Stress Contributes to Miscarriage

February 21, 2006

No matter how often doctors and loved ones tell you it’s not your fault, the woman who miscarries is always looking for explanations for what went wrong in a pregnancy.

I, myself, have had two miscarriages. And while doctors told me they were most likely caused by chromosomal defects in the fetus, the most common cause for miscarriage, I couldn’t help but wonder if other factors contributed such as years on the “pill” or the glass of wine I had during conception. I second-guessed how much time I spent on my feet or how much energy I exerted at work.

Now my mind is jogging again as ran a story that there is a link — albeit a small one — between stress and miscarriage. A group of scientists at the National Institutes of Health in Research Triangle Park, N.C., found that women with higher levels of the stress hormone cortisol were 2.7 times more likely to miscarry in the first few weeks of pregnancy than their relaxed counterparts.

The study, published in this week’s Proceedings of the National Academy of Sciences, included 61 women: 22 who got pregnant and nine women who successfully carried their pregnancies to term. Up to half of pregnancies end in miscarriage, according to the March of Dimes.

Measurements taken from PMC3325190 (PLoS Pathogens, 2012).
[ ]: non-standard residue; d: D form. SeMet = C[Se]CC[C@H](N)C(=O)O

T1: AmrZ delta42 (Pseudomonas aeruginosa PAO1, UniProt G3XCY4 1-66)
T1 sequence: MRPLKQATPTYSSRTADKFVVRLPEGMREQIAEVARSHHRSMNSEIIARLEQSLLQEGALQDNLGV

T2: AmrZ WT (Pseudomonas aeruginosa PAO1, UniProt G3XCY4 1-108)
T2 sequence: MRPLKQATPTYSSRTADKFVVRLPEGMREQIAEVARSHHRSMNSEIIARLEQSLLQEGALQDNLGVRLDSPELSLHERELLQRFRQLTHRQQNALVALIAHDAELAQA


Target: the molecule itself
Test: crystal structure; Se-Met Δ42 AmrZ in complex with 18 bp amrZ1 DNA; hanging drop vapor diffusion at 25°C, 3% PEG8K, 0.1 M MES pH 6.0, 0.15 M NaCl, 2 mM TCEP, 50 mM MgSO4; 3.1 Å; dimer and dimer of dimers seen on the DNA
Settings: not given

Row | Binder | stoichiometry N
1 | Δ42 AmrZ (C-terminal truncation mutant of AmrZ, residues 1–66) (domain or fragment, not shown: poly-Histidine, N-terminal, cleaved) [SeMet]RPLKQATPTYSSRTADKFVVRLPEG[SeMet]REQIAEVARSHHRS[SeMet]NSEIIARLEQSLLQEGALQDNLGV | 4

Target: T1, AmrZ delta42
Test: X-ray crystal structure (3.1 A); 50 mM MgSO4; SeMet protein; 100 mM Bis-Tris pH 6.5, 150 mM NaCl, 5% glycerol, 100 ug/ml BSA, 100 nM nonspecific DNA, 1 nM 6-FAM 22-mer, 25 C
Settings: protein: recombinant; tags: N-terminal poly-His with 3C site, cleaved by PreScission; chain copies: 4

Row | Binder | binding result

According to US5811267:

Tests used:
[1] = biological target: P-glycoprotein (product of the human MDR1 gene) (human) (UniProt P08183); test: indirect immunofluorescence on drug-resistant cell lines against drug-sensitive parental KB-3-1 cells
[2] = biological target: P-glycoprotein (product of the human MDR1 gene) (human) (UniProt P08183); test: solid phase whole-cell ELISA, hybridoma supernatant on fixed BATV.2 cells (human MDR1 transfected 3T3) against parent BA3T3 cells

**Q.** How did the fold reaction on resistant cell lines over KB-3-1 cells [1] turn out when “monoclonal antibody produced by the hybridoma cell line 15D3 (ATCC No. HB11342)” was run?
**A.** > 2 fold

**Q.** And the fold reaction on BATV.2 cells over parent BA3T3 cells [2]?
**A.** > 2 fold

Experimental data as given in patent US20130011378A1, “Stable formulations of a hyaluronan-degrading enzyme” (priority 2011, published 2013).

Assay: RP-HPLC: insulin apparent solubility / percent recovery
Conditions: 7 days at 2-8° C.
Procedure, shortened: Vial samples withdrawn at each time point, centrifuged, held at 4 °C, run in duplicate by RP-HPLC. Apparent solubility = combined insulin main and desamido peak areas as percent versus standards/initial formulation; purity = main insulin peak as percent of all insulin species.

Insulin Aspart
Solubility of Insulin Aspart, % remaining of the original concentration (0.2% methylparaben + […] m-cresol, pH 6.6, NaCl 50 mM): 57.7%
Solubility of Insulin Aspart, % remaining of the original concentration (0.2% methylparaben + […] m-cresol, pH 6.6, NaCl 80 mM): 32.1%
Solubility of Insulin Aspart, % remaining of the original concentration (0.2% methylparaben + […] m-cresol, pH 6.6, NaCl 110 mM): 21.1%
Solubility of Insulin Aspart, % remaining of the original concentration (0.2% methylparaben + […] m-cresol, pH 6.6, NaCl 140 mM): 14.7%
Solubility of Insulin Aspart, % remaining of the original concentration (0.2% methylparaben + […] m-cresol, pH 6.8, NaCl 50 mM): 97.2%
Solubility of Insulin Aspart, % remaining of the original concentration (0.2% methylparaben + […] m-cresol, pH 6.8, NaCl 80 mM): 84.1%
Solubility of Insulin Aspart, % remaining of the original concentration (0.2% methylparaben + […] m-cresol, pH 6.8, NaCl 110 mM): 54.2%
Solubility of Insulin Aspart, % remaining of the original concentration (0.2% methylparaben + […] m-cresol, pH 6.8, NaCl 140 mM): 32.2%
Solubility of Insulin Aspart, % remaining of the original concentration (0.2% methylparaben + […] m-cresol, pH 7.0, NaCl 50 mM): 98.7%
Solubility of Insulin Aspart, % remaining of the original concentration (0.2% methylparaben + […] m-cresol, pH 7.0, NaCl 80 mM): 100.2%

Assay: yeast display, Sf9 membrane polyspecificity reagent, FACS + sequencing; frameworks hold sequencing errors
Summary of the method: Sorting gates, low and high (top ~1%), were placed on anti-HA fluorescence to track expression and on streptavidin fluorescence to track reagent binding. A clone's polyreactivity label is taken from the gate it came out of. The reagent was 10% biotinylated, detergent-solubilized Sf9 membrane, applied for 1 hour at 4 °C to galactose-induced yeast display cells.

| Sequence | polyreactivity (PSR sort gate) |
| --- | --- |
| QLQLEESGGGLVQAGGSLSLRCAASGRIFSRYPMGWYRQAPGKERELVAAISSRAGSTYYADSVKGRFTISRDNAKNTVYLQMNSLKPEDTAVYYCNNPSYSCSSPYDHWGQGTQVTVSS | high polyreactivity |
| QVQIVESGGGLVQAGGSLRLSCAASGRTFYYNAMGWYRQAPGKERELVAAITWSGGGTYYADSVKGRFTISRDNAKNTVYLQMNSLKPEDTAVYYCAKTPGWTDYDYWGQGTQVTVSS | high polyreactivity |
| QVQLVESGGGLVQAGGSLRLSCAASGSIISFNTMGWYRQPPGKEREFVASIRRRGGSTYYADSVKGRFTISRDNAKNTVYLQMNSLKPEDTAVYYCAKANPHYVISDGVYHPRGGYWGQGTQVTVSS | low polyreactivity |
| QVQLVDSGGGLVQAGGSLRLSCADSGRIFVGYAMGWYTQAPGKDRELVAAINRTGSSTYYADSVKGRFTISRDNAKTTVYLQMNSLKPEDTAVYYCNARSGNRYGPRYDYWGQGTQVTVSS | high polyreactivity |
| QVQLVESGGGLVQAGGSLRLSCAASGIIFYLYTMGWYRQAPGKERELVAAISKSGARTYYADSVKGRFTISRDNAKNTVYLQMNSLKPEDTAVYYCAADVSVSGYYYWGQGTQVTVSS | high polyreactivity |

The best advice for women trying to get pregnant is to de-stress your life before you conceive, (Dr. Mary Stephenson) said.

“I talk about this a lot with my patients,” Stephenson said. “I recommend that before they get pregnant, they take a serious look at their lifestyle.”

And that includes getting enough sleep, so fatigue isn’t an issue. “Fatigue is a type of stress,” Stephenson said.

Thankfully, I no longer beat myself up over the miscarriages. Still, any advice is useful in case of a future pregnancy.